War, Reconstruction and Transformation: American Literature 1860-1914

Course title: War, Reconstruction and Transformation: American Literature 1860-1914
Instructor: Dr Jelena Šesnić
ECTS credits: 6
Language of instruction: English
Semester: Spring 2012, Spring 2017
Status: elective
Form of instruction: lecture (1 hour) + seminar (2 hours)
Enrollment requirements: Introduction into the Study of English Literature
Course description: In the seminar we shall cover a period in American Literature variousy designated as the Age of Realism and Naturalism or the Gilded Age. Many scholars argue that it is during this period that the United States turned into a modern nation due, primarily, to their unprecedented industrial and economic growth. We shall look at the implications of these huge transformations and their reverberations in some of the exemplary literary and non-literary texts of the period. The four sections we shall be examining in greater detail are the echoes of the Civil War; the perils and pitfalls of post-war Reconstruction effort, and the question of race; economic relations and the way these affect social relations; and, finally, the emergence of new identities, both in the public and the private sphere.
Course requirements: Regular attendance; participation in class discussions; in-class and home assignments; continuous evaluation (a mid-term and a final test, mandatory for all students); seminar paper (6-7 pp, 2000-2500 words, MLA style). It is essential to observe the deadlines set down for particular assignments; if not, this can adversely affect your grade. Grade breakdown: tests—50%; seminar paper—35 %; the rest (see above)—15 %.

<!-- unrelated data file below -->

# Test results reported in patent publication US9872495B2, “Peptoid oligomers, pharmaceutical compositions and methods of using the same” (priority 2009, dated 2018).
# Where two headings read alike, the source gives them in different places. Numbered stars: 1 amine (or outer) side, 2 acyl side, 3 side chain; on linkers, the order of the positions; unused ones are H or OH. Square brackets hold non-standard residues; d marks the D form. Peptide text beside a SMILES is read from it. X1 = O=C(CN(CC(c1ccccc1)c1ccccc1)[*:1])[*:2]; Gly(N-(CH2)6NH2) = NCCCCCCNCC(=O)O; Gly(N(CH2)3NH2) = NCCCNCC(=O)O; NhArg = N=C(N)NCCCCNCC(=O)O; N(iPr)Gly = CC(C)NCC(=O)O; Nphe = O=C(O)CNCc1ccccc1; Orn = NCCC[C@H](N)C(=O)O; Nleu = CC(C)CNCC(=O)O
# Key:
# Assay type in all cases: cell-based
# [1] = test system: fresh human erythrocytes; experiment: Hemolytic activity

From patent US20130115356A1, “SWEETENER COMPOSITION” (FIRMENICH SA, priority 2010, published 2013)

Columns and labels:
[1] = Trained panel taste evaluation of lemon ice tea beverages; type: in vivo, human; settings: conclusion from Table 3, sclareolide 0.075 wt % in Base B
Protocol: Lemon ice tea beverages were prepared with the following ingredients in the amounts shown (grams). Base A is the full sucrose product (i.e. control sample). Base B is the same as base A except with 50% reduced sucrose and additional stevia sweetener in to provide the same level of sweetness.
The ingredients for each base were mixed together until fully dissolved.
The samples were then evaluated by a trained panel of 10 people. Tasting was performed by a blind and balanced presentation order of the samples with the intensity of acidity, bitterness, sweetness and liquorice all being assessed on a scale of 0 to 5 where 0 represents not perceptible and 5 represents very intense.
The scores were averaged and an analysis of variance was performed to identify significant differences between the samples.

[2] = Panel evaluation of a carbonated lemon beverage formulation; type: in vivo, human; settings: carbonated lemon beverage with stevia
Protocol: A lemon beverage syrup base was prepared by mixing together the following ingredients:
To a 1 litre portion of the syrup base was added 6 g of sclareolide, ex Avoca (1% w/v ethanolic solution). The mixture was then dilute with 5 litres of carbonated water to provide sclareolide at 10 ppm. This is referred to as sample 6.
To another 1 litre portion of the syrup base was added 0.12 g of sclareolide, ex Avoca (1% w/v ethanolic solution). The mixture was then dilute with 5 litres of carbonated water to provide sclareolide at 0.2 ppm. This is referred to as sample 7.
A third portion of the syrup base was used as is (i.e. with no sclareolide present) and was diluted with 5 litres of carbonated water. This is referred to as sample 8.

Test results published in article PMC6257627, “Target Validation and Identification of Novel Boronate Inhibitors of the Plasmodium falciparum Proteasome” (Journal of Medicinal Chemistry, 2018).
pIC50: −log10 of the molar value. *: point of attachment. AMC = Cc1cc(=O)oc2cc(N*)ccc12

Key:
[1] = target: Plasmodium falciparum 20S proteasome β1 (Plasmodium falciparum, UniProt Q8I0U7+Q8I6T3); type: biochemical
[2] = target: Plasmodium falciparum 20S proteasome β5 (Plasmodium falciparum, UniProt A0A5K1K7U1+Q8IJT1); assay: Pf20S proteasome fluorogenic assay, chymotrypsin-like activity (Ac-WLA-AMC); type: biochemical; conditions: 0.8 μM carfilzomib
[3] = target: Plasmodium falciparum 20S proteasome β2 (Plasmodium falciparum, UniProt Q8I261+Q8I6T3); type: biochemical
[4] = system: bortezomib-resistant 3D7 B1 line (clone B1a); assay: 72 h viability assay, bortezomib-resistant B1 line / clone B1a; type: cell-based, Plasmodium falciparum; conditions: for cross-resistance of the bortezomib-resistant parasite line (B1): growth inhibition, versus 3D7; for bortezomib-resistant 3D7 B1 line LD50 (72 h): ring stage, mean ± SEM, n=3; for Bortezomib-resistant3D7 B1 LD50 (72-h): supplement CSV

Readings (subject to change)
Primary texts
Section 1: the Civil War and its aftermath
Herman Melville: from Battle Pieces (1866; selection of poetry)
Walt Whitman: from Drum-Taps and Memories of President Lincoln (1891-92; selection of poetry)
Rebecca Harding Davis: Waiting for the Verdict (1868; novel; selected chapters)
Section 2: The question of race and Reconstruction
Mark Twain: Pudd’nhead Wilson (1894; novel)
Charles Chesnutt: „The Wife of His Youth“ (1899; short story); „What Is a White Man?“ (1889; essay)
Section 3: Matters of the economy
Elizabeth Stuart Phelps: The Silent Partner (1871; novel)
Upton Sinclair: The Jungle (1906; novel)
Section 4: Emergence of new subjects
Abraham Cahan: „Yekl“ (1896; novella)
Ezra Pound: „Hugh Selwyn Mauberly“ (1920; poetry, selection)
(Note: most of the texts are available in digital form, or can be checked out from the library.)
Secondary readings
Hofstadter, Richard. Social Darwinism in American Thought (1944), Boston: Beacon P, 1992. (selection)
Sundquist, Eric. To Wake the Nations: Race in the Making of American Literature, Cambridge: Harvard UP, 1993. (selection)
Trachtenberg, Alan. The Incorporation of America: Culture and Society in the Gilded Age, New York: Hill and Wang, 1982. (selection)